While I sit here and pine for access to more of Ball’s work (none the least of some exquisite ephemera stored in jwcurry’s Room 302 collection – come to the next Ottawa Small Press Book Fair for inquiries), I highly recommend you head over to Cameron Anstee’s blog for further information on this absolute treat of a publication and where you can purchase it. Hurry, hurry, though: I was fortunate enough to snag copy 53 of 100 and I don’t imagine this is the sort of thing that will be available for much longer.
To say Ottawa poet David O’Meara has perfectly captured the essence of an existential crisis in his newest collection would be unfounded but not entirely inaccurate, judging from the kaleidoscope of poems contained therein.
Throughout A Pretty Sight (Coach House Books, 2013), O’Meara has the sensibility, wisdom, and humaneness usually reserved for time travelers. Through his words, the reader is whisked from physical to emotional landscapes, seascapes, air-scapes and no-scapes; thoughtful journeys of philosophical contemplation and self-aware perception with often muddied lines. Of the 91 poem-laden pages, one can visit most of Europe through varying timelines, the moon, ghosts, and a ditch (not necessarily in that order).
From a purgatorial conversation between a famous philosopher and an unforgotten punk in Vicious (or, On Dissent) to the beautifully wistful Terms and No One, O’Meara’s poems genuinely raise from the page to burn into your retinas and echo in the shadows of your skull whether you wish them to or not.
Descarte’s cogito ergo sum (I think, therefore I am) is a question I found often asked or thematically present in most of his poems. It seems as if this book is the fruit of O’Meara’s contemplations on this and other insomniac-/crazy-making questions, but that they may even/also be a main source of his joie de vivre.
As in his poem Fruitfly, O’Meara effortlessly bends and blends size, physical space, the macro and the micro to comment on existential thoughts that we all ponder at some point or another but try not to think about too hard at any given time: Who am I? How (in)significant am I? Relative to what? What of the connection between time and space; are these the fabrics of everything we know and understand? Thanks, so long, fish, etcetera.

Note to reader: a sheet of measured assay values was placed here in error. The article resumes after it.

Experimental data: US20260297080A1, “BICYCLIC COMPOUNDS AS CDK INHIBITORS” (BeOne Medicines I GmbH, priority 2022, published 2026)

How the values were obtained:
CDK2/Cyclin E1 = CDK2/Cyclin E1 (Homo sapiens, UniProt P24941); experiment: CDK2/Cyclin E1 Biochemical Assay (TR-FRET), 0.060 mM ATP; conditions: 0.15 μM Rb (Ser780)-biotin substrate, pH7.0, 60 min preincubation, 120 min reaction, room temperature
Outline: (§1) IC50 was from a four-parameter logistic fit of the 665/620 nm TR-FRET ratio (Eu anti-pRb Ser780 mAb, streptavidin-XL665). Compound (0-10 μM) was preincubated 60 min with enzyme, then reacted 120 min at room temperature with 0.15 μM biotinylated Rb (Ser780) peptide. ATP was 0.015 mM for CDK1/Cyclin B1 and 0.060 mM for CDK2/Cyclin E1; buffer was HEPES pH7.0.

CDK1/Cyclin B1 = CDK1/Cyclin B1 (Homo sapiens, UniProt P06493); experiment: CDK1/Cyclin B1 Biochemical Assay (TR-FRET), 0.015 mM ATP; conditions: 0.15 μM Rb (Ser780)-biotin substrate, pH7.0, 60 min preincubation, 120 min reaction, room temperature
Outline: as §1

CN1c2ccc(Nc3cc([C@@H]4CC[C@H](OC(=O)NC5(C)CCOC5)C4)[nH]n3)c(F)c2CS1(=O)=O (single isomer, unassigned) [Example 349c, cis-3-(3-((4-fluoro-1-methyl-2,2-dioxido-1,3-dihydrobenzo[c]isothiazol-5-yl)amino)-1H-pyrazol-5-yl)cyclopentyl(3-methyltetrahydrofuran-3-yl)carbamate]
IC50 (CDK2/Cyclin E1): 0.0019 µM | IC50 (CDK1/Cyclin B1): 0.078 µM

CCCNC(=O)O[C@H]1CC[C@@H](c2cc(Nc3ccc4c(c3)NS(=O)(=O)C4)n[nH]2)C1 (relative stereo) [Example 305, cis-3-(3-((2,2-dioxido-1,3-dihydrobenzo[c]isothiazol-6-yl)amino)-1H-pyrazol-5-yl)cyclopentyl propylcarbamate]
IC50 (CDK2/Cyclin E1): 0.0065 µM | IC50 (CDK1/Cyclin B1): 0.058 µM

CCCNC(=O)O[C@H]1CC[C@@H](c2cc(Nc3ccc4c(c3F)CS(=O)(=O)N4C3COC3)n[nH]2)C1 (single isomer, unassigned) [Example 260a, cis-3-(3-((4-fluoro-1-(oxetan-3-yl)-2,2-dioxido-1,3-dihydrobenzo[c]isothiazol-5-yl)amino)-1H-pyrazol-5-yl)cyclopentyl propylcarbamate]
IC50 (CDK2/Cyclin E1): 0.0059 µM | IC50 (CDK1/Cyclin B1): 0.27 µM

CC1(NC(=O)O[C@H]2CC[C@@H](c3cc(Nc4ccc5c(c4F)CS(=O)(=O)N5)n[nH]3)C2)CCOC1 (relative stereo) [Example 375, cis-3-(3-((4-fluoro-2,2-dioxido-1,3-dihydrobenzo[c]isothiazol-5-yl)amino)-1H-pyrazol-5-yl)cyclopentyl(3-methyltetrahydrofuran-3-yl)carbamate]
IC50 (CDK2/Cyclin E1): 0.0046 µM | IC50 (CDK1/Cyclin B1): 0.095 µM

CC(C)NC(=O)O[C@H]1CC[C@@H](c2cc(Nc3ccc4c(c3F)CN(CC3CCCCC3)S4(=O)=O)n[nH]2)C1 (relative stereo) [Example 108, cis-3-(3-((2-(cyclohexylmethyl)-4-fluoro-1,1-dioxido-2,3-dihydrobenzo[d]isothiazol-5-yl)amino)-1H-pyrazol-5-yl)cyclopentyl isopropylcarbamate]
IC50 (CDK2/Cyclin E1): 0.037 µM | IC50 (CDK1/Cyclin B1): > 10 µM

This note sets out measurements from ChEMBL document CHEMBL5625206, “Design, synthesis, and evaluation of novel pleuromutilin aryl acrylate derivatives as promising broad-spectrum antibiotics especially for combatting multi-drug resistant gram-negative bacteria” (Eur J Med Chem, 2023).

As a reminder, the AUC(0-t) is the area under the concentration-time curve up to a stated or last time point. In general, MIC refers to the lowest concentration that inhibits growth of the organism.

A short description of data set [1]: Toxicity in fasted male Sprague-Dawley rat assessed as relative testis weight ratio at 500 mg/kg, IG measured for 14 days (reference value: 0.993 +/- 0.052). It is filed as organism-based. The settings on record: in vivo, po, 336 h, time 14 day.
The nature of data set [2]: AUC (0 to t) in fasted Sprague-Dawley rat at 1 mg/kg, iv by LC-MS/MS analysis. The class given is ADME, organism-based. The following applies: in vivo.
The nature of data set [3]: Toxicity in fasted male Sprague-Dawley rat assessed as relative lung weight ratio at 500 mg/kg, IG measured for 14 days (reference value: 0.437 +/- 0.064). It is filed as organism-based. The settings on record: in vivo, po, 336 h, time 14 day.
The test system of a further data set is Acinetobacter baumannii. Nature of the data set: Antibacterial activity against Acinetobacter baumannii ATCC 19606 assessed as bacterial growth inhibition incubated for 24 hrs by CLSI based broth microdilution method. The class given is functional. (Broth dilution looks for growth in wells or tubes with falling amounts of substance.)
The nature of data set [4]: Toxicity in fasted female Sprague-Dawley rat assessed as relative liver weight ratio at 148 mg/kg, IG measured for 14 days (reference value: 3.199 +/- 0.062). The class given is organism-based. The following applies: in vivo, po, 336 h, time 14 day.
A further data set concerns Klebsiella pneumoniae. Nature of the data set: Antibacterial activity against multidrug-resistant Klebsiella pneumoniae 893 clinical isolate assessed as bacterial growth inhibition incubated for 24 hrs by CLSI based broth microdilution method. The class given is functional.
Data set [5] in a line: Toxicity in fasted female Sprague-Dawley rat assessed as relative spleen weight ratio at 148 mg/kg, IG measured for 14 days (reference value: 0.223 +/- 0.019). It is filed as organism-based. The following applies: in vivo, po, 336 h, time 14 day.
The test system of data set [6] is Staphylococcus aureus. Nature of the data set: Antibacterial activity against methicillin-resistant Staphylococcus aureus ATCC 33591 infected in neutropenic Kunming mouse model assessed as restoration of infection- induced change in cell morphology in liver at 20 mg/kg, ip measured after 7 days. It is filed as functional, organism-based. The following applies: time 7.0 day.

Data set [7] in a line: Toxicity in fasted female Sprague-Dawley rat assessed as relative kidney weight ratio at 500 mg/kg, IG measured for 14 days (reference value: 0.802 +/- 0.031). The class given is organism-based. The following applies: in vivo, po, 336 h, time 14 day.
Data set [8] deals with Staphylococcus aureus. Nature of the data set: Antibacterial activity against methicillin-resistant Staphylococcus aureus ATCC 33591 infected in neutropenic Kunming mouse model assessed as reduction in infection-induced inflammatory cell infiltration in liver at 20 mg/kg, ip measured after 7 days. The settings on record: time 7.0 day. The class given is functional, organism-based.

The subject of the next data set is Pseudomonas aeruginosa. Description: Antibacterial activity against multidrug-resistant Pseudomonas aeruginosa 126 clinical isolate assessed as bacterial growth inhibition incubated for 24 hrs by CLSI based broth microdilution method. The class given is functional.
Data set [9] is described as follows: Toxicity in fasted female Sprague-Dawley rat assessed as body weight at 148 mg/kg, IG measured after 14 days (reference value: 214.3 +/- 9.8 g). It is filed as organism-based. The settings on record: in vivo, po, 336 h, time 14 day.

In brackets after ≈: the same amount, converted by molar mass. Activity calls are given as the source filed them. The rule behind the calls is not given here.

excerpt from Fruitfly
When Voyager I
was scheduled to clear
the solar system,
NASA signaled its onboard camera
to swing back
and take a picture of home. Six
billion kilometers out,
a ‘pale blue dot’ .12
pixels in size.
I am in there too,
a child in trampled clover.
Retracing his travels through many of these poems, it is hard not to feel romantic and deeply contemplative about the folly of life, death and everything in between. That is a direct challenge, dear reader. Lines like “the way we can follow/someone through snow / to make the going a little easier” and “Paradox: to be perfectly here, you must/ stop thinking about it, then it’s on,” are hard to ignore – and why would you? A stereoscopic view of carefully selected moments painted in moments, O’Meara captures their essences aptly, allowing them to shine in all their honest, questioning, heart-bursting glory.